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Polymer Degradation and Stability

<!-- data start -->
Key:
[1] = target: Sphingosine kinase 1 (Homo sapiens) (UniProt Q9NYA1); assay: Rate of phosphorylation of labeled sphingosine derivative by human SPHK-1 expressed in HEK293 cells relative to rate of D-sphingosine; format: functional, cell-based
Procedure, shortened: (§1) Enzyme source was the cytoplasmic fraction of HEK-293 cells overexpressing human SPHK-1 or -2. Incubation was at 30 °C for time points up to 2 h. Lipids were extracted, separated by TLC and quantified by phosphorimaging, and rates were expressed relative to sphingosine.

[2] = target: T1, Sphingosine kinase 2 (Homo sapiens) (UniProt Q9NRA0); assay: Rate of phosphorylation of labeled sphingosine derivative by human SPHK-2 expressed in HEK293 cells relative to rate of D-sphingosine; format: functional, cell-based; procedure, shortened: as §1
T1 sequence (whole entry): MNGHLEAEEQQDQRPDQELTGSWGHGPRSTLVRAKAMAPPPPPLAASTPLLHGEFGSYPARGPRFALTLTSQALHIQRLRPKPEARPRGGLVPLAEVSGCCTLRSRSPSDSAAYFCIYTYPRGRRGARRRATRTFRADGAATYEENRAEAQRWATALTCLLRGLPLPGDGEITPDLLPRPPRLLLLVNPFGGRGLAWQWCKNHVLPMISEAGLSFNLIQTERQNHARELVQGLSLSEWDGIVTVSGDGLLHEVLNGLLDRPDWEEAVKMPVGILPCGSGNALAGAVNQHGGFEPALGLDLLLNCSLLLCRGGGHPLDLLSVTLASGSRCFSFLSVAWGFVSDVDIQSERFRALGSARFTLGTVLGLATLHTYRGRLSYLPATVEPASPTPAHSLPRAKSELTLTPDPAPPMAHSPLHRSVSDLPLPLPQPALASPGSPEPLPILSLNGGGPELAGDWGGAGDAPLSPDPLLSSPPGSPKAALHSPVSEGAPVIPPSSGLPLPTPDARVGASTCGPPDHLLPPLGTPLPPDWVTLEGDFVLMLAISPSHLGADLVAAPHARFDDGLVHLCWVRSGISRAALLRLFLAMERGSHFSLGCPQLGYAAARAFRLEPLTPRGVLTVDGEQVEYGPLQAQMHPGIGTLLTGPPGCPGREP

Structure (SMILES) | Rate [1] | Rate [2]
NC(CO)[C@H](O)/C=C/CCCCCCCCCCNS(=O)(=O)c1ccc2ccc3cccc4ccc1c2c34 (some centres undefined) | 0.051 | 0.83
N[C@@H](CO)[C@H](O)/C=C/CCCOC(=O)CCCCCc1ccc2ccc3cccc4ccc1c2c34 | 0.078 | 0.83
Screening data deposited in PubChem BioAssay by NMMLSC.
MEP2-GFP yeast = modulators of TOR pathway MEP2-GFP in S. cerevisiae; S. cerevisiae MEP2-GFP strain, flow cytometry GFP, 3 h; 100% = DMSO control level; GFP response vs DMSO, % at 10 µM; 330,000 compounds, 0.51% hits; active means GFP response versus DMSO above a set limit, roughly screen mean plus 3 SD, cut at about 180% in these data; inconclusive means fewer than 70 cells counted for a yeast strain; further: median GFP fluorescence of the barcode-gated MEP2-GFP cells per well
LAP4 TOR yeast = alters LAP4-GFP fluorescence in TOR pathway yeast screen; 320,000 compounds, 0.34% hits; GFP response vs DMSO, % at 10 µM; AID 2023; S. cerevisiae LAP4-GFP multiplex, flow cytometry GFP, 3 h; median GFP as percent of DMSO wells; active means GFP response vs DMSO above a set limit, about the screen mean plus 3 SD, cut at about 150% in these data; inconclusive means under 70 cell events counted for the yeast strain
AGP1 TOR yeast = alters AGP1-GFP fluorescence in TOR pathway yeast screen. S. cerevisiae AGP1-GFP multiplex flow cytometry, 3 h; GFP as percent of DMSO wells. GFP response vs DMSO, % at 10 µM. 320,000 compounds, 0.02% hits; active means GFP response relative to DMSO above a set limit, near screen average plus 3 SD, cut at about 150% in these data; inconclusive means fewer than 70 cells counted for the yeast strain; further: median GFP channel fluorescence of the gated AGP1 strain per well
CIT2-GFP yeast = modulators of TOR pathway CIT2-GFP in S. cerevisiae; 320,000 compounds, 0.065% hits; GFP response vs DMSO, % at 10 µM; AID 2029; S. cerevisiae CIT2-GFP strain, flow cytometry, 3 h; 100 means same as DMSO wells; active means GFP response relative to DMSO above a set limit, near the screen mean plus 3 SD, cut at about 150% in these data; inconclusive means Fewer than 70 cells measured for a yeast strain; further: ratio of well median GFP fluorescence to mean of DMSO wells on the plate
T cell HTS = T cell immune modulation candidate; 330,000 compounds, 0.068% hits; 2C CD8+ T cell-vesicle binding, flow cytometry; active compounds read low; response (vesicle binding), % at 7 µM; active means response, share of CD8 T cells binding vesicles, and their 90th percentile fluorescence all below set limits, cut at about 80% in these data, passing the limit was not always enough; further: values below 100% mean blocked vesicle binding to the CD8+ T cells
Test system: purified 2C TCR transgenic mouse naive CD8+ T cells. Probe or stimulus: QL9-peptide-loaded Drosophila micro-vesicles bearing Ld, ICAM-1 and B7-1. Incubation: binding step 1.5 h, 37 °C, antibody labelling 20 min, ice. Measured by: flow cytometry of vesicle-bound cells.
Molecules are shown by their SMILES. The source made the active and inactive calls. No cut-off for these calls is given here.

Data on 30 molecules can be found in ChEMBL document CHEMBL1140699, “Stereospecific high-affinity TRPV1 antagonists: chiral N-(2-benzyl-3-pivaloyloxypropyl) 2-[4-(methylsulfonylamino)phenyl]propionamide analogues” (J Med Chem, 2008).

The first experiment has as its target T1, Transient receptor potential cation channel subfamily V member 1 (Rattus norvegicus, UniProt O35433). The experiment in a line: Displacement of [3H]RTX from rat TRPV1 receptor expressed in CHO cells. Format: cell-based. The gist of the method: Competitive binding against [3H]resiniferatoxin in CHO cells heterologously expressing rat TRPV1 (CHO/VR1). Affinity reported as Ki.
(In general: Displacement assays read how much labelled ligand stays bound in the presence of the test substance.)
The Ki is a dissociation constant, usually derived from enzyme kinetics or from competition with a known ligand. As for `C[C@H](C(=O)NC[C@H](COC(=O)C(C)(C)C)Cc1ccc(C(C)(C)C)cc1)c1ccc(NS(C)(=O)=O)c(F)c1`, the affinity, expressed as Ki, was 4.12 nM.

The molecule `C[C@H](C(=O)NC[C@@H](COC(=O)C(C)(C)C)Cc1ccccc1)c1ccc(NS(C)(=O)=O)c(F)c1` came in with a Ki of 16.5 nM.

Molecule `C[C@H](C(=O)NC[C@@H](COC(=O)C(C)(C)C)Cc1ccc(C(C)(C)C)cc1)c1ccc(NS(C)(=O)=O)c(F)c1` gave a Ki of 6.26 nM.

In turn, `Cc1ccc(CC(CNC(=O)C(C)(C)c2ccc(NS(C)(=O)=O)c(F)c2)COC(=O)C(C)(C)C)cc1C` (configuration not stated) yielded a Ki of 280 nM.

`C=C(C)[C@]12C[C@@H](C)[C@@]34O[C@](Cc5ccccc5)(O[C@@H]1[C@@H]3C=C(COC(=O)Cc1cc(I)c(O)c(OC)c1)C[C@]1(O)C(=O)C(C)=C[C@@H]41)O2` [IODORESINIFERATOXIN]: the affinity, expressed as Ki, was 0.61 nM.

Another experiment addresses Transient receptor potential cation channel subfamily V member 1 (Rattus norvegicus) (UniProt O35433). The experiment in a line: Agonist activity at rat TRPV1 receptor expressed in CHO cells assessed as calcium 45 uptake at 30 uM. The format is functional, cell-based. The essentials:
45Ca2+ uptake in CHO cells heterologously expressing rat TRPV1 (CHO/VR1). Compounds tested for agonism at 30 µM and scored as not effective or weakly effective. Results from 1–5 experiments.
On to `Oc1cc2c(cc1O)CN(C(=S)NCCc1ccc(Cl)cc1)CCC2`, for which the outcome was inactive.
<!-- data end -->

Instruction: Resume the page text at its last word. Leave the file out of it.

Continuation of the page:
Using a polyurethane of methylene diphenyl isocyanate and 1,3-propane diol, several new non-halogenated aromatic boron and phosphorus flame retardants were evaluated for heat release reduction potential using the pyrolysis combustion flow calorimeter (PCFC). The polyurethanes were prepared in the presence of the potential flame retardants via solvent mixing and copolymerization methods, and were then analyzed via spectroscopic methods to determine if the flame retardant was still present in the final product. PCFC testing on the resulting products showed that the flame retardant molecule can have different effects on heat release depending upon how it is mixed into the polyurethane. Some materials showed strong effects on heat release reduction when reacted into the polyurethane during copolymerization, while others were more effective at heat release reduction when simply solvent blending into the polyurethane. The results from this screening study show that flame retardant chemical structure and its environment in the polymer (covalently bonded vs. noncovalent interactions) greatly affects flammability behavior. From the combined data, aromatic boronates were found to be very effective at reducing heat release and inhibiting melt flow during thermal decomposition, as were some aromatic phosphonic acid terephthalic acid and terephthalate derivatives.

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